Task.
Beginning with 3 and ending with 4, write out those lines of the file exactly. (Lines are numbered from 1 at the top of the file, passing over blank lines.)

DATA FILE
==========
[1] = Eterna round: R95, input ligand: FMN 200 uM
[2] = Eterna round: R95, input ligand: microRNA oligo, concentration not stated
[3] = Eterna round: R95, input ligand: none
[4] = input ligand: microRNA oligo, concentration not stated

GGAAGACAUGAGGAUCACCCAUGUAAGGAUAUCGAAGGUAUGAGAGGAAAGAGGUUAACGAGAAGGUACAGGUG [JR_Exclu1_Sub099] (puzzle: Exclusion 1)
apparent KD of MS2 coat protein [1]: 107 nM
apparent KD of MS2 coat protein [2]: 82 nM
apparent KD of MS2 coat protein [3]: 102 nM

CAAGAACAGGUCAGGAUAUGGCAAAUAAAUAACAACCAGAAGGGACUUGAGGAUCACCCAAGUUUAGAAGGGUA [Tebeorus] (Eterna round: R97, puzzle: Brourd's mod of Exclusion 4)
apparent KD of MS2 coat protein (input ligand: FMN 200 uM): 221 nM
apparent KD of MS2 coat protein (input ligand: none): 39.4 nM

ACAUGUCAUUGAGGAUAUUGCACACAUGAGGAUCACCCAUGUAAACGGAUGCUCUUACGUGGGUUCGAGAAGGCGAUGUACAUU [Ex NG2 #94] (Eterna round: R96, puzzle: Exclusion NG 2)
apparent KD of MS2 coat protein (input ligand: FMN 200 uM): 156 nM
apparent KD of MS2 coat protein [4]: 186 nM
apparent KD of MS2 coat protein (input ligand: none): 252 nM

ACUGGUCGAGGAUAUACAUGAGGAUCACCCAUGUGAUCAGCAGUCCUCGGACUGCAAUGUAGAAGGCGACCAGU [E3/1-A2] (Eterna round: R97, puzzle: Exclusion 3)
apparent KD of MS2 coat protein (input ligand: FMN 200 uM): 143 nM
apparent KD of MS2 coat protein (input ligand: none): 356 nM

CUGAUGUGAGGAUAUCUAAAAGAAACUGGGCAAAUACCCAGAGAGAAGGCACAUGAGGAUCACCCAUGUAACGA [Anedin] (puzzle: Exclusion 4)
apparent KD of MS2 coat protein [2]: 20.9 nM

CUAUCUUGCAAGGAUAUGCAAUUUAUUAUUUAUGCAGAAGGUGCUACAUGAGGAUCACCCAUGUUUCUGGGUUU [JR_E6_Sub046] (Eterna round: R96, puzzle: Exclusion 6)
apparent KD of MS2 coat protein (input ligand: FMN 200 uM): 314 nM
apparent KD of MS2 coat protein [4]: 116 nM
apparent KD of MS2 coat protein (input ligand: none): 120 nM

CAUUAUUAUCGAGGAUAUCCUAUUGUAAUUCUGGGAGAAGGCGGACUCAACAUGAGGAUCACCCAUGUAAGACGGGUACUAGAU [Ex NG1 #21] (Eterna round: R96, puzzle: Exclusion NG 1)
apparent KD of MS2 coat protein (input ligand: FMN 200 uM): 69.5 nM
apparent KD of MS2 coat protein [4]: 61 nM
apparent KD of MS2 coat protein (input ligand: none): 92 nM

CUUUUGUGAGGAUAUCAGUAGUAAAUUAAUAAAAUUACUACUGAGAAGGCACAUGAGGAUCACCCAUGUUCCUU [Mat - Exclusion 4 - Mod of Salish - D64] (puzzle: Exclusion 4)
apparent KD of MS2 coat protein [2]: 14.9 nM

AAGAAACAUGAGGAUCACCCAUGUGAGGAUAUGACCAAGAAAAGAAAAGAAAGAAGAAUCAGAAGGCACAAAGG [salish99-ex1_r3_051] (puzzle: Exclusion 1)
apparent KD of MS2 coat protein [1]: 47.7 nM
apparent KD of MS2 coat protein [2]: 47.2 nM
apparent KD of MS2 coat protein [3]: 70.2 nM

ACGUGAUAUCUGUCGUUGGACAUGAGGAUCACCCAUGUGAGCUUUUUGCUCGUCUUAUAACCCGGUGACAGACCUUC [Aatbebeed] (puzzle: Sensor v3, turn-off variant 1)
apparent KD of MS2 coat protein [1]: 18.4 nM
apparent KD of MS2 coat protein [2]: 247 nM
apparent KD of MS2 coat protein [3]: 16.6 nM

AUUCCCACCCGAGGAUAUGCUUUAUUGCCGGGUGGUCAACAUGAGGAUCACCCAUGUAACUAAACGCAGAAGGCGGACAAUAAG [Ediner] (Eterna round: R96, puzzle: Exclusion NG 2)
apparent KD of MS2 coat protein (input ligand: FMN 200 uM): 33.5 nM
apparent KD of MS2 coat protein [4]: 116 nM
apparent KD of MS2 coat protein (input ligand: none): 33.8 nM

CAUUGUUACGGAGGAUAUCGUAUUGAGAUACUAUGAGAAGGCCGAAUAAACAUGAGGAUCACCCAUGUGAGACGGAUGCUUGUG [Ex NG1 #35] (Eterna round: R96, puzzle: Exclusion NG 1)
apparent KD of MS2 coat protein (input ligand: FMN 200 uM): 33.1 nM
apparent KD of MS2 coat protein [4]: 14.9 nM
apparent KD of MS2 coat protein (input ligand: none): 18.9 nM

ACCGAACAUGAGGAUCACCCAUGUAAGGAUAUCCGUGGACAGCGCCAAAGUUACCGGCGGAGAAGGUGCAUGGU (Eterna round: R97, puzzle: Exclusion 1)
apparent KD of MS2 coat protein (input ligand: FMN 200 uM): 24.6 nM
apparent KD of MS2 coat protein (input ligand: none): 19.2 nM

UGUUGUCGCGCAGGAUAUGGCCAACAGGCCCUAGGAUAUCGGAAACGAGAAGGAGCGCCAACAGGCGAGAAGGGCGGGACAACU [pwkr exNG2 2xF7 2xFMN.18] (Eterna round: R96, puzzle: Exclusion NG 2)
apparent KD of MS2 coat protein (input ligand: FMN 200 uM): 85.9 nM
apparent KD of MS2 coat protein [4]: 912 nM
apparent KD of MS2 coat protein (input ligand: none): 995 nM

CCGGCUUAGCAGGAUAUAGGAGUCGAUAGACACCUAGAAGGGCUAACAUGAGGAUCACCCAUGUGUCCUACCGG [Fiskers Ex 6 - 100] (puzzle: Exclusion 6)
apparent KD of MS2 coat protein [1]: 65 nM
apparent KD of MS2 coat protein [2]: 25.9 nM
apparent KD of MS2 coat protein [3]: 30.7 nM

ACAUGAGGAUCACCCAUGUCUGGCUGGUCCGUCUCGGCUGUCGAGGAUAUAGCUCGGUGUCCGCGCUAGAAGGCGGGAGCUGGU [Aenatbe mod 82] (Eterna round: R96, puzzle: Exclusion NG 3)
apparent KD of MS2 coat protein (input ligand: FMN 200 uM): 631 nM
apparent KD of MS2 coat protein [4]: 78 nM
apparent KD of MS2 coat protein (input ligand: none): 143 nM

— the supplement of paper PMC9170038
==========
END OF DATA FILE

[3] = Eterna round: R95, input ligand: none
[4] = input ligand: microRNA oligo, concentration not stated